17.6.1 A tare may be cancelled or modified while a load is on the load receiving element provided that the device has means to indicate, on demand, the value of the tare. These means include a negative weight value displayed when the platter is empty or a means to recall the tare value. A clear indication must be provided to the operator that a tare has been entered or cancelled (a tare annunciator is sufficient).

17.6.2 Tare values may be retained between transactions.

17.6.3 Combined semi-automatic zero/tare buttons are permitted under the following conditions:

17.6.3.1 The requirements of Section 15.2 for semi automatic zero setting mechanisms must be met. Namely the zero/tare mechanism operates only when the scale provides a stable indication; the mechanism sets the indication to zero, only, within ± ¼ e (or ½ d for Class I and II devices equipped with auxiliary reading means); the zero range does not exceed 4% of scale capacity unless the gross load that can be weighed is not increased beyond scale capacity.

17.6.3.2 The scale is intended to be used exclusively for industrial applications or applications where consumers are not normally present.

17.6.3.3 The AZSM or Center-of-Zero annunciator must be effective when the device displays zero after a zero setting operation (within the zero range). The AZSM may also work when zero is indicated after a tare operation. See Section 10.3.

17.6.3.4 The AZSM operates as prescribed in Section 15.3. Namely, the AZSM does not re-zero weight values in excess of 0.6 e; the total AZSM range does not exceed 4% of scale capacity unless the gross load that can be weighed is not increased beyond scale capacity.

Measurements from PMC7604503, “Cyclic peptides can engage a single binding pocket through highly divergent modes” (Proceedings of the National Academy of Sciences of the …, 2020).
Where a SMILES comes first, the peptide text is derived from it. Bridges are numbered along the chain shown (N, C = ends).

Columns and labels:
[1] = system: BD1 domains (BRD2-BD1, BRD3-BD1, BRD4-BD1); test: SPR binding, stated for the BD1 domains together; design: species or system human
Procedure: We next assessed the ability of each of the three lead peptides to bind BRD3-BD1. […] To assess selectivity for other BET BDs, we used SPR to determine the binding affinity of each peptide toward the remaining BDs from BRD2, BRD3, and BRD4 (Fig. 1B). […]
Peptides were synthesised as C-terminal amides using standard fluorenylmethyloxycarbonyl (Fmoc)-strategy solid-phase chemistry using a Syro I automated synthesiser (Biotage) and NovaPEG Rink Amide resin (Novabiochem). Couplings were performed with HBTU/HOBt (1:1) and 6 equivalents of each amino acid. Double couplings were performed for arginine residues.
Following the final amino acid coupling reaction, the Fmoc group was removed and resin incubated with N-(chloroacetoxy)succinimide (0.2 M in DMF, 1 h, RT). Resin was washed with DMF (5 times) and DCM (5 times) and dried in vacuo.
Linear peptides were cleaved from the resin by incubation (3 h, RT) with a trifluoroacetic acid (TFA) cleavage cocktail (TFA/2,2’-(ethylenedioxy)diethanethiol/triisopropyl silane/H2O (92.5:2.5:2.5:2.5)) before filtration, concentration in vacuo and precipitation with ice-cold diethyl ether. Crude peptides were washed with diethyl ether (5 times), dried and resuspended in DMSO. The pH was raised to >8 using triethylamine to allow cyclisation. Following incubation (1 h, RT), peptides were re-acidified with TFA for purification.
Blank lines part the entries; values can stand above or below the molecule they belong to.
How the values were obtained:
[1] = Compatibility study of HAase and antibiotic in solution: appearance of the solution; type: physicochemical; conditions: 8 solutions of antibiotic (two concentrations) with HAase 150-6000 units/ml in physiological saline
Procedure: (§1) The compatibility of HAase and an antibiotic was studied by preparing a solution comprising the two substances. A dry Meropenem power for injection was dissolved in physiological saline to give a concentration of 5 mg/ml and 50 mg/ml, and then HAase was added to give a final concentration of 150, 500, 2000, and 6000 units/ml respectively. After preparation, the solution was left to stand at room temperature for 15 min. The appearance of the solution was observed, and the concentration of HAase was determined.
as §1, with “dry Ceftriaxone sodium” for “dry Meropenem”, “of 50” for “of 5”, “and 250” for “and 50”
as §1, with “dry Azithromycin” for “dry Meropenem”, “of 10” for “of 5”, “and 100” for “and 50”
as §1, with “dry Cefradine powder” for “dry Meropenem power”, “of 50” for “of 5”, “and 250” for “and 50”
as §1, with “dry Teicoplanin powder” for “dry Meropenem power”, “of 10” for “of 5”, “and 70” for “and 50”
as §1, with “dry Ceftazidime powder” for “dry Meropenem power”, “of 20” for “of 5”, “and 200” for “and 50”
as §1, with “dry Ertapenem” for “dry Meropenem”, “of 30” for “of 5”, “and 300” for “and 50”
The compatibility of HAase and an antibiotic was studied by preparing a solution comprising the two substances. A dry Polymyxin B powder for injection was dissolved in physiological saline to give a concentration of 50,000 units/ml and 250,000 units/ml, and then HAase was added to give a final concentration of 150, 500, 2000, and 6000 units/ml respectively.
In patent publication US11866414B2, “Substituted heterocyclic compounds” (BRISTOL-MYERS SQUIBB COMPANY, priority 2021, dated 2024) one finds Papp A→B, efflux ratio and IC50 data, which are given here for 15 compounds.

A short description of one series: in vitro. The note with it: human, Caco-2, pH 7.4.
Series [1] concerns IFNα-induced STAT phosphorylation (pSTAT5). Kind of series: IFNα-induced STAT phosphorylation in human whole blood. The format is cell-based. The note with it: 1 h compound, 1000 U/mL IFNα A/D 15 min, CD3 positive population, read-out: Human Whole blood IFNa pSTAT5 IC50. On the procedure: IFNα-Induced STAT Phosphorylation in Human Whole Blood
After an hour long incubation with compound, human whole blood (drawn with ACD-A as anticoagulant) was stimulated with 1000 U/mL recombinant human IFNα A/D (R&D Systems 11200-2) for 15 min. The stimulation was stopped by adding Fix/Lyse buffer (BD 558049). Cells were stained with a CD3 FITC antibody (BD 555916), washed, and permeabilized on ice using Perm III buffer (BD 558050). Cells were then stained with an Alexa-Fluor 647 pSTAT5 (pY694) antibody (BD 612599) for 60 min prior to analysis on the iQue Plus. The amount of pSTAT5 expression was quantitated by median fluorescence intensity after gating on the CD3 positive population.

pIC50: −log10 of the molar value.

17.6.3.5 The scale must be permanently marked, near the weight display(s), with the legend "Not for Use in Direct Sale to the Public" or similar language and the ranges of both zero and tare operation (e.g. zero range up to 7d – tare range above 7d).

17.6.3.6 The range of zero and tare operation must not be user selectable (i.e. fixed or, as a minimum, a sealable parameter).

17.6.3.7 Visibility of operation – the scale is required to display an indication ("net" annunciator) that a tare has been entered when a weight value within the tare range is subtracted by activating the zero/tare button.

17.7 Point of sale systems

Definition a weighing element or a non computing scale interfaced with an electronic cash register or computer. Usually, the cash register or computer reads the gross weight provided by the scale, assigns a tare through a PLU code and prints a net weight on the cash register tape. The cash register must not interfere with the operation of the scale. A stand alone price computing scale used in conjunction with an electronic cash register would not fall into this category.

17.7.1 A POS system may display the gross weight on the scale display; however, it must print the net weight on the cash register tape. The scale of a POS system is not required to display the net weight nor provide an indication that a tare value has been entered.

17.8 Multi-interval and multiple range scales

See Section 22.0 of this manual.

17.9 Customers' scoreboard

See Section 23.0 of this manual.

LG-17.01 Tare—Backward direction

Purpose

The following test is to ensure that a weight value (positive tare) cannot be added to the weight of a load being weighed.

Application

Applicable to complete electronic scales and electronic indicators equipped with a tare function.

Test procedure–Push button tare
Test procedure—Key-board tare, programmable tare
Interpretation of results

The DUT is deemed to comply with the requirement, if a "positive" value cannot be entered or programmed as a tare value.

Revision

Original document

Footnotes

Footnote 1

Tare rounded to the nearest 5 g scale interval (interval for weighing range of the gross weight).

Return to footnote 1 referrer

Footnote 2

Tare rounded to the nearest 2 g scale interval (interval for weighing range of the tare weight).

Return to footnote 2 referrer

Footnote 3

See sections 22.1.7 and 22.1.10 for specific requirements applicable to multi-interval and multiple range devices.

Return to footnote 3 referrer